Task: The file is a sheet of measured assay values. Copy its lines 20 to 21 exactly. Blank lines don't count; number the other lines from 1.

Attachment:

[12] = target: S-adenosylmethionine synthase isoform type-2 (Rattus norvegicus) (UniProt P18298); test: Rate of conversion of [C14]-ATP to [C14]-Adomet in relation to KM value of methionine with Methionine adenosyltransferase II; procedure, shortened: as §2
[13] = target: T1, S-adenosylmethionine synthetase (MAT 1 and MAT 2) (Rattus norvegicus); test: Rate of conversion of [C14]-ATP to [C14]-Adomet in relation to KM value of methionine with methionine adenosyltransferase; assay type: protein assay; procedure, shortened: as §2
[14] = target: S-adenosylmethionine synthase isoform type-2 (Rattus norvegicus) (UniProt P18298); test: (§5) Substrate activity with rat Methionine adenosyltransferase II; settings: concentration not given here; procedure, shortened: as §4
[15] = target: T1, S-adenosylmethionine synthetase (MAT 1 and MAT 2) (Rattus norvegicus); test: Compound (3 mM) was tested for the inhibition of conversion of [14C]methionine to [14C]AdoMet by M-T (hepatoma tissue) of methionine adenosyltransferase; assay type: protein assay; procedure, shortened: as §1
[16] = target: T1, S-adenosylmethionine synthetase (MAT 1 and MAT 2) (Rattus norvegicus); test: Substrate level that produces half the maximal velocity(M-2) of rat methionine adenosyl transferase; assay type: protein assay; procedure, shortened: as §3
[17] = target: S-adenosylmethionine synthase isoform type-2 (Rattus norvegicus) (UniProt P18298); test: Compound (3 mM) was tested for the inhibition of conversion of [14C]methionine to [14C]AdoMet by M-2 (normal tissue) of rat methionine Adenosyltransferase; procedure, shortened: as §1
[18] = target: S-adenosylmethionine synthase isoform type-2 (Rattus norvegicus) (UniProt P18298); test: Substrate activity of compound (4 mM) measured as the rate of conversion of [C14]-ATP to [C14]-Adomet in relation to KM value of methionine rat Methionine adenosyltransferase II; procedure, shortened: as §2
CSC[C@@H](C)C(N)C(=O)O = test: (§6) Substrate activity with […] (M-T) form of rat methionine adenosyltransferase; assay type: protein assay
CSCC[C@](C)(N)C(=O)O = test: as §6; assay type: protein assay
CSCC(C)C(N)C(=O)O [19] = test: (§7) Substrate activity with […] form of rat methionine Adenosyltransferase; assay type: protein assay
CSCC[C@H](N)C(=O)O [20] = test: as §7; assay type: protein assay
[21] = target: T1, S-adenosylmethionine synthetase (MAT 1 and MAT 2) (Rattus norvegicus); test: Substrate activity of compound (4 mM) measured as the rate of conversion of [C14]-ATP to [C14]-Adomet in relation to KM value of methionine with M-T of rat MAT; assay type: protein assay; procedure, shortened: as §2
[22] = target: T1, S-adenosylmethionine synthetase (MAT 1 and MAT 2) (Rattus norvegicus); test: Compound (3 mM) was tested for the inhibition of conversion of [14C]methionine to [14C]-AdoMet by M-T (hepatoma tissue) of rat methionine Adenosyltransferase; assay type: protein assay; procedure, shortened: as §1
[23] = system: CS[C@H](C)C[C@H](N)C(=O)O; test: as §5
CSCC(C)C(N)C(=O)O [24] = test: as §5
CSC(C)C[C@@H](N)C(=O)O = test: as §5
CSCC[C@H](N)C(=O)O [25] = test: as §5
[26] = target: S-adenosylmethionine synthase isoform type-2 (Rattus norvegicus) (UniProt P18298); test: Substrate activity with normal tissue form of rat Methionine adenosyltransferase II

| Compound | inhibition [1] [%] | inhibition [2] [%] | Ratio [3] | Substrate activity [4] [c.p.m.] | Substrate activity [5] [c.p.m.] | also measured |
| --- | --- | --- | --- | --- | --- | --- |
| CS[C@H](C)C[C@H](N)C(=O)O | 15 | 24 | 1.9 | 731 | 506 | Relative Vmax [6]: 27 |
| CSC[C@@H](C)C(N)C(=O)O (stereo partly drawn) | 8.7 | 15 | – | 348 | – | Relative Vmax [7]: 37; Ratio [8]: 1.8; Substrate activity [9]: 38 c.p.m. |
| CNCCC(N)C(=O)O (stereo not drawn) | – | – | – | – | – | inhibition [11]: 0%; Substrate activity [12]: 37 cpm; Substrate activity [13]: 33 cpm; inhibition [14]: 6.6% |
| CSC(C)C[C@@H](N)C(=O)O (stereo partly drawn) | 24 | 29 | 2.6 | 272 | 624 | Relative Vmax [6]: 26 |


| --- | --- | --- | --- | --- | --- | --- |
| CS[C@H](C)C[C@H](N)C(=O)O | 15 | 24 | 1.9 | 731 | 506 | Relative Vmax [6]: 27 |